Nadhim Zahawi has been promoted to the role of Education Secretary after overseeing the Covid-19 vaccine rollout across the country.
Mr Zahawi is inheriting a series of challenges which Gavin Williamson faced when in charge at the Department for Education (DfE), including the Government’s education recovery package for pupils amid the pandemic.
His promotion comes after the 54-year-old MP for Stratford-on-Avon was appointed to the new role of vaccines minister in November 2020, where he was responsible for the deployment of coronavirus jabs.
Born in Baghdad in Iraq, Mr Zahawi was privately educated at King’s College School in Wimbledon.
Mr Zahawi previously served as children and families minister in the DfE from January 2018 to July 2019.
Paul Whiteman, general secretary of the NAHT school leaders’ union, said: “Earlier this year, the Prime Minister declared that education was his biggest priority in the wake of the pandemic.
“The crucial task of translating the government’s rhetoric on education into reality now sits with the new Secretary of State.”
He added that one of the “most pressing tasks” facing the new education secretary will be to ensure the Government “fulfils its promise to deliver a properly funded recovery package”.
“With the comprehensive spending review only weeks away, there really is no time to waste,” he said.
Geoff Barton, general secretary of the Association of School and College Leaders (ASCL), added: “The Department for Education may now be under new management but the same challenges remain.
“More ambition is needed on post-Covid education recovery, investment in schools and colleges, support for children with special educational needs, and closing the attainment gap between disadvantaged pupils and their peers.”
He added: “What our members need from the new education secretary is a greater sense of strategy and support than has been the case in the past so that we can together provide children and young people with the very best start in life.”
Following his appointment, Mr Zahawi said education is a “crucial part” of the Government’s levelling-up agenda, adding it is an “honour” to be made Secretary of State.
He said: “Children and young people have had a tough time during this pandemic and I’ll be listening to them and their families as we accelerate our work to build back better and fairer.
“From my own experience, I know what a beacon of opportunity this country can be and I want all children, young people and adults to have access to a brilliant education, the right qualifications and opportunities to secure good jobs.”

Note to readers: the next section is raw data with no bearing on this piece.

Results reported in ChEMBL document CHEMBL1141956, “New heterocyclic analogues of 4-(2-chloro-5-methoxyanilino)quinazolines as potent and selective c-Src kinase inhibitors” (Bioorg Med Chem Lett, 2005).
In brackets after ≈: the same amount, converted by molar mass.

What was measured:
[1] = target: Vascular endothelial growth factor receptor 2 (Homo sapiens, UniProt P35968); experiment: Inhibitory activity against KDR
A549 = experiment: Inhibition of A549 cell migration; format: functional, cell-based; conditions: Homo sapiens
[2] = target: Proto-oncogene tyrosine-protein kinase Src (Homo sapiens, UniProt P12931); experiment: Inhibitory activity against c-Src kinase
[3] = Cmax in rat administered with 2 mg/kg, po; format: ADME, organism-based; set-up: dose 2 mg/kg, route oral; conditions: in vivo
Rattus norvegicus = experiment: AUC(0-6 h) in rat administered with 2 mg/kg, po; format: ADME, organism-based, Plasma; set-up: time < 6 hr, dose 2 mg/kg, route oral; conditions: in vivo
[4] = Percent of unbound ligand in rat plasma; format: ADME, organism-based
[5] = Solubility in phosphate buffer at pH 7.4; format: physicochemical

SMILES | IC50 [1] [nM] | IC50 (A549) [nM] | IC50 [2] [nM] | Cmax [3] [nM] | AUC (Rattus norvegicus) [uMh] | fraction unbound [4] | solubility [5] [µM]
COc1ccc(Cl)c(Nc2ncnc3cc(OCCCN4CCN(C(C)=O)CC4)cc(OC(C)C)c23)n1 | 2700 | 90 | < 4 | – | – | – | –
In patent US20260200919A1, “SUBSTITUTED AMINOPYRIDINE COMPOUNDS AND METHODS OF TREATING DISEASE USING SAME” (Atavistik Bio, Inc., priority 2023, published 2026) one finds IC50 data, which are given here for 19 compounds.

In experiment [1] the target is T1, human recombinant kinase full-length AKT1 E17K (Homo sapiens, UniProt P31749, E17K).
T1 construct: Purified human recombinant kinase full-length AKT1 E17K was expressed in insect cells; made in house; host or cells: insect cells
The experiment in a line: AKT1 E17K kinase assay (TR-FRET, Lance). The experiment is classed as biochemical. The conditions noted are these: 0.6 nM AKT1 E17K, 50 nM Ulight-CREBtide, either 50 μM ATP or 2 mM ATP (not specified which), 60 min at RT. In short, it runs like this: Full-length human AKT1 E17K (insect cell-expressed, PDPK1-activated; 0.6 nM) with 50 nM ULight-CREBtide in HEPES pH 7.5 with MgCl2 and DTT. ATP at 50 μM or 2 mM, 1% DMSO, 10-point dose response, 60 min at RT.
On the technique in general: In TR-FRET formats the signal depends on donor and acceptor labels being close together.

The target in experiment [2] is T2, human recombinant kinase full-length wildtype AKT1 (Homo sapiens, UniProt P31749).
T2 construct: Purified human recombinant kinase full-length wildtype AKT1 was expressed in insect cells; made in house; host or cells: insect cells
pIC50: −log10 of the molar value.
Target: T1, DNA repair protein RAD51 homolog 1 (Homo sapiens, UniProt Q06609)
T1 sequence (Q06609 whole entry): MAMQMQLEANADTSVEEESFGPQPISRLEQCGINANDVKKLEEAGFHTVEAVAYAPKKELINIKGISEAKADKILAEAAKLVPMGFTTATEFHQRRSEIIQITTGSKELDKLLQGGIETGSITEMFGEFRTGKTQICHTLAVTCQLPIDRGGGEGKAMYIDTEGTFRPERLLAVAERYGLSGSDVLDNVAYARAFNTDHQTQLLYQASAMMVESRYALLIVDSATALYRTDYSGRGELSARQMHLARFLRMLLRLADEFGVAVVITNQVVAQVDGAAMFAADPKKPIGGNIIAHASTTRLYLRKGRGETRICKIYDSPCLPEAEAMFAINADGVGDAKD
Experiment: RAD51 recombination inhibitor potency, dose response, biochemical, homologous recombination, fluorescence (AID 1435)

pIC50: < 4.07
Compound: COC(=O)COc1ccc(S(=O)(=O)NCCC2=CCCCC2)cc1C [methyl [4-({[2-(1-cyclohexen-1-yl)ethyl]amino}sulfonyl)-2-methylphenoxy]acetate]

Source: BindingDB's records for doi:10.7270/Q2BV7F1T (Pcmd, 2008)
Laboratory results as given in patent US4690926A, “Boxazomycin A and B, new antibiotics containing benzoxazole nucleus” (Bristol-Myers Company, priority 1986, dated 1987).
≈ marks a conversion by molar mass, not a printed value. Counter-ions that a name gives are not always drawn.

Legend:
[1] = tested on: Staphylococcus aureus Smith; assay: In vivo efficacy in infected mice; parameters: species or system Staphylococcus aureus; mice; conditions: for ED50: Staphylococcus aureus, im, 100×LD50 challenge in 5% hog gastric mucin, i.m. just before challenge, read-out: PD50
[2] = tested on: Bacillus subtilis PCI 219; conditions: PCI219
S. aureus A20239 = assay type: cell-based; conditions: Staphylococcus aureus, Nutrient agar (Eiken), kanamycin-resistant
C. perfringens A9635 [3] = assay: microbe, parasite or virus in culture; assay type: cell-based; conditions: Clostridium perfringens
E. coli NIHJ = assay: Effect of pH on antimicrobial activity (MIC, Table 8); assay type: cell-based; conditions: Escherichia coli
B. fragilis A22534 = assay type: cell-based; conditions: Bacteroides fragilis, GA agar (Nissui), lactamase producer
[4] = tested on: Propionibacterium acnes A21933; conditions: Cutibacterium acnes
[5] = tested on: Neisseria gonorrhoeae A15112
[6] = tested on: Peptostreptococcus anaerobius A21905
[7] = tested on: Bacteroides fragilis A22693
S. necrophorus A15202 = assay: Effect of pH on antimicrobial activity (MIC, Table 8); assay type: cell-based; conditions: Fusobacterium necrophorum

Mr Zahawi, who studied chemical engineering at the University College London (UCL), was co-founder and chief executive of market research agency YouGov before becoming an MP in 2010.
In January 2018, it emerged that Mr Zahawi had attended the Presidents Club dinner, a men-only charity event where hostesses were allegedly groped and sexually harassed.
But Mr Zahawi, who was children and families minister at the time, said he left the dinner early having been made to feel “extremely uncomfortable” and vowed never to attend such an event again.
When he was business minister, Mr Zahawi claimed in October last year that parents preferred to pay a “modest amount” for children’s food at a holiday club rather than have the label of a free school meal.
His comments came amid mounting pressure to back Marcus Rashford’s campaign to extend the offer of free meals for children over the holidays.
On Mr Zahawi’s appointment, Dr Mary Bousted, joint general secretary of the National Education Union (NEU), said: “We hope that Nadhim Zahawi shows a passion and an interest in education and realises the power that valued education professionals have to transform the lives of young people.
“The Comprehensive Spending Review is in a matter of weeks.
“The new Secretary of State must be a strong advocate in Government for schools and colleges to be given the resources and funding they need to support education recovery for all children and young people.”
Nick Gibb is no longer a minister at the Department for Education (DfE).
In a tweet following the reshuffle, Mr Gibb offered his congratulations to Mr Zahawi saying he will do “a superb job in building on the reforms of the last ten years”.
He added: “I am sad not to be continuing as Schools Minister. It has been a privilege to play a part in helping improve the life chances of the next generation.”
Mr Gibb was known for his long stint at the DfE – he held the post of schools minister on two occasions, between May 2010 and September 2012, and between July 2014 and July 2016, when he was appointed school standards minister.